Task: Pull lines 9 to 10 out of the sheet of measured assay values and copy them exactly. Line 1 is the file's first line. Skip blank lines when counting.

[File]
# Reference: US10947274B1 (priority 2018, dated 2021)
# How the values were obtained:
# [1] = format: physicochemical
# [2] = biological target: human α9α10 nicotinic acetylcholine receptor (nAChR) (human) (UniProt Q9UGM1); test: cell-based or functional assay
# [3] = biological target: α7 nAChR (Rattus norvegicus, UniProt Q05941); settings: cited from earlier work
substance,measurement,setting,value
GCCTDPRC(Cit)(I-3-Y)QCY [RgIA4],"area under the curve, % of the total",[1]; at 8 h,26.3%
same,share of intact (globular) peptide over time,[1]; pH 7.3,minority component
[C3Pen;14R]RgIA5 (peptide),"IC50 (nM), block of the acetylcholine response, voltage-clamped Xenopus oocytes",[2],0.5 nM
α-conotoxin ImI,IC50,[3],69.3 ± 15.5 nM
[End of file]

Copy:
[C3Pen;14R]RgIA5 (peptide),"IC50 (nM), block of the acetylcholine response, voltage-clamped Xenopus oocytes",[2],0.5 nM
α-conotoxin ImI,IC50,[3],69.3 ± 15.5 nM